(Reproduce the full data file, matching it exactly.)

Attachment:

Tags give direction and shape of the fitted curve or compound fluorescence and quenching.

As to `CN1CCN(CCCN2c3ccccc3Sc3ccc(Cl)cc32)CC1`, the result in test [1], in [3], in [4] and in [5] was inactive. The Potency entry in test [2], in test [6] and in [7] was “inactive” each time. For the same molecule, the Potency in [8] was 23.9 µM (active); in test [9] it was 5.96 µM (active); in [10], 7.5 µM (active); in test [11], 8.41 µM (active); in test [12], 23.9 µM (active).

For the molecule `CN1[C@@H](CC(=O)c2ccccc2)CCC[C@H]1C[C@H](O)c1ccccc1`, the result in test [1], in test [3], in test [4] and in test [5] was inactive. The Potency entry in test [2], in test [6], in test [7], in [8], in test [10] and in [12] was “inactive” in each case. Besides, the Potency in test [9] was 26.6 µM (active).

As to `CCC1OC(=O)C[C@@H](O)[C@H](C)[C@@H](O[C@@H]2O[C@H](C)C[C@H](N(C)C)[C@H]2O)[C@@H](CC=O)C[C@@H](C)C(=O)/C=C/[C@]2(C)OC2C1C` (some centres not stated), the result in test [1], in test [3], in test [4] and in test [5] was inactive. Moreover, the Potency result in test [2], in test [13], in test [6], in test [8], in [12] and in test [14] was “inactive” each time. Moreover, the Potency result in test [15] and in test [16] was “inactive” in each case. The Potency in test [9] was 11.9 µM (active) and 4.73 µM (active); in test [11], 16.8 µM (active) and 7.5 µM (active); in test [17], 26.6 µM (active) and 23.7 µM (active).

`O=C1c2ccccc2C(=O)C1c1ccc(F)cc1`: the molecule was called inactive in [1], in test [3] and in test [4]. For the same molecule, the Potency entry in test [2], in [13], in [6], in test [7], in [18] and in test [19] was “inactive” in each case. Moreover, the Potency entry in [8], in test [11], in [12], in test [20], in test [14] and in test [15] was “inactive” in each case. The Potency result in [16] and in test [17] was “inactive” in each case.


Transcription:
Tags give direction and shape of the fitted curve or compound fluorescence and quenching.

As to `CN1CCN(CCCN2c3ccccc3Sc3ccc(Cl)cc32)CC1`, the result in test [1], in [3], in [4] and in [5] was inactive. The Potency entry in test [2], in test [6] and in [7] was “inactive” each time. For the same molecule, the Potency in [8] was 23.9 µM (active); in test [9] it was 5.96 µM (active); in [10], 7.5 µM (active); in test [11], 8.41 µM (active); in test [12], 23.9 µM (active).

For the molecule `CN1[C@@H](CC(=O)c2ccccc2)CCC[C@H]1C[C@H](O)c1ccccc1`, the result in test [1], in test [3], in test [4] and in test [5] was inactive. The Potency entry in test [2], in test [6], in test [7], in [8], in test [10] and in [12] was “inactive” in each case. Besides, the Potency in test [9] was 26.6 µM (active).

As to `CCC1OC(=O)C[C@@H](O)[C@H](C)[C@@H](O[C@@H]2O[C@H](C)C[C@H](N(C)C)[C@H]2O)[C@@H](CC=O)C[C@@H](C)C(=O)/C=C/[C@]2(C)OC2C1C` (some centres not stated), the result in test [1], in test [3], in test [4] and in test [5] was inactive. Moreover, the Potency result in test [2], in test [13], in test [6], in test [8], in [12] and in test [14] was “inactive” each time. Moreover, the Potency result in test [15] and in test [16] was “inactive” in each case. The Potency in test [9] was 11.9 µM (active) and 4.73 µM (active); in test [11], 16.8 µM (active) and 7.5 µM (active); in test [17], 26.6 µM (active) and 23.7 µM (active).

`O=C1c2ccccc2C(=O)C1c1ccc(F)cc1`: the molecule was called inactive in [1], in test [3] and in test [4]. For the same molecule, the Potency entry in test [2], in [13], in [6], in test [7], in [18] and in test [19] was “inactive” in each case. Moreover, the Potency entry in [8], in test [11], in [12], in test [20], in test [14] and in test [15] was “inactive” in each case. The Potency result in [16] and in test [17] was “inactive” in each case.